Light, localized illnesses like a runny nose may not affect distance runners’ performance, but racing within days of an acute, systemic infection raises the odds of never finishing, researchers say.
Typically, less than half of runners who have been recently diagnosed with acute systemic infections, such as respiratory infections or gastritis, follow their doctors’ advice not to run in a race, the study team writes in British Journal of Sports Medicine.
“We previously showed that about 10 percent of runners have symptoms of acute illness in the few days before a race,” study coauthor Dr. Martin Schwellnus said by email.
“Acute illness can affect a number of physiological systems during exercise, and more importantly, can result in medical complications during exercise,” said Schwellnus, who directs the Sport, Exercise Medicine and Lifestyle Institute of the University of Pretoria in South Africa.
Schwellnus and his colleagues decided to study runners who reported pre-race illness to determine the effects of various symptoms on racing outcome.
They evaluated runners who thought they might be sick in the three days before the 2013 and 2014 Old Mutual Two Oceans Marathons in Cape Town. Of the more than 53,000 runners who participated in the two events, about 240 asked for the evaluations.
The evaluations included taking medical histories and referring runners to medical doctors if they reported symptoms such as fever, muscle and body aches, fatigue, coughs, nausea, vomiting, diarrhea, sore throat, shortness of breath or chest pain.
A total of 172 runners reported signs and symptoms of acute infective illness with 101 of the runners having localized symptoms such as a runny nose or sinus pain, and 71 runners having symptoms of respiratory tract or other systemic infections. About 140 of the runners were given advice on how to handle their illnesses and doctors advised 23 acutely ill runners not to start the race.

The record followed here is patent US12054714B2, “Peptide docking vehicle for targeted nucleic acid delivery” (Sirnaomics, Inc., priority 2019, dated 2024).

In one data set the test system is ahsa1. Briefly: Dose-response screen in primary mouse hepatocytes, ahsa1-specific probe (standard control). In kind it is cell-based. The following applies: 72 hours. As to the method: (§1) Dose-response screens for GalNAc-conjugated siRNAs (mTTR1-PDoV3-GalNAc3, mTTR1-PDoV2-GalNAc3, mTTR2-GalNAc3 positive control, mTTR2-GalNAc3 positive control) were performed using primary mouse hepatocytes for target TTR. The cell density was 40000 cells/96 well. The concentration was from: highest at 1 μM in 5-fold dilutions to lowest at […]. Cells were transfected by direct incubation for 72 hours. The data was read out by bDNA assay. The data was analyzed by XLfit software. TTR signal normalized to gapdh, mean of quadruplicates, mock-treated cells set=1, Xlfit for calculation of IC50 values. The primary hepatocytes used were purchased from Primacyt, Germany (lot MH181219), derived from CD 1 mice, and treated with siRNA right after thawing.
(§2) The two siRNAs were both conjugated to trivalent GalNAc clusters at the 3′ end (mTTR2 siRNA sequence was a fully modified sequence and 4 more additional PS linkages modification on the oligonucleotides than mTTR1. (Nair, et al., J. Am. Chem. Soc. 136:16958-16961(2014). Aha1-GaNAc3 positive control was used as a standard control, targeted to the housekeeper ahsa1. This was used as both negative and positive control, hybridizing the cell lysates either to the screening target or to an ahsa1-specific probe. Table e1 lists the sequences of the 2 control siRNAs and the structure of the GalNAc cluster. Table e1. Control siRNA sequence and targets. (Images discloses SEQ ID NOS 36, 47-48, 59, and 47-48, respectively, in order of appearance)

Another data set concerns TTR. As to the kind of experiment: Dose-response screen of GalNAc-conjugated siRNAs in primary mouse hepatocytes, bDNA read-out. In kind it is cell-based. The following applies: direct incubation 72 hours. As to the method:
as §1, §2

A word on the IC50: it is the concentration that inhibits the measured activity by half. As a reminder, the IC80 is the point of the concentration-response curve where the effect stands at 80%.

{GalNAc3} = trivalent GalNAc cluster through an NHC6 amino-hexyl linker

The study team found that runners with a systemic illness who started the race despite being told they shouldn’t run had an 8 percent chance of not finishing the race, compared with less than 2 percent among healthy runners.
About 11 percent of runners who were diagnosed with acute illness during the 24 hours just before the race did not finish.
Runners with systemic symptoms such as fever, generalized muscle pain and joint pain, chest pain, elevated resting heart rate, dehydration from vomiting and diarrhea should not run, said Schwellnus.
“Runners with no systemic symptoms and only ‘localized’ symptoms such as blocked nose or runny nose can start the race, but be prepared to stop if their symptoms get worse or they develop new symptoms,” he said.
Schwellnus noted that it is especially important to stop if runners feel chest pain, dizziness, excessive shortness of breath, excessive fatigue or palpitations.
The study team didn’t examine how well the runners performed in the races, but it’s likely they didn’t do as well as they would if they were healthy.
“In a previous study in triathletes, we have shown that sick participants are slower than their predicted finishing times. In this study we did not have their predicted finishing times to compare,” Schwellnus said.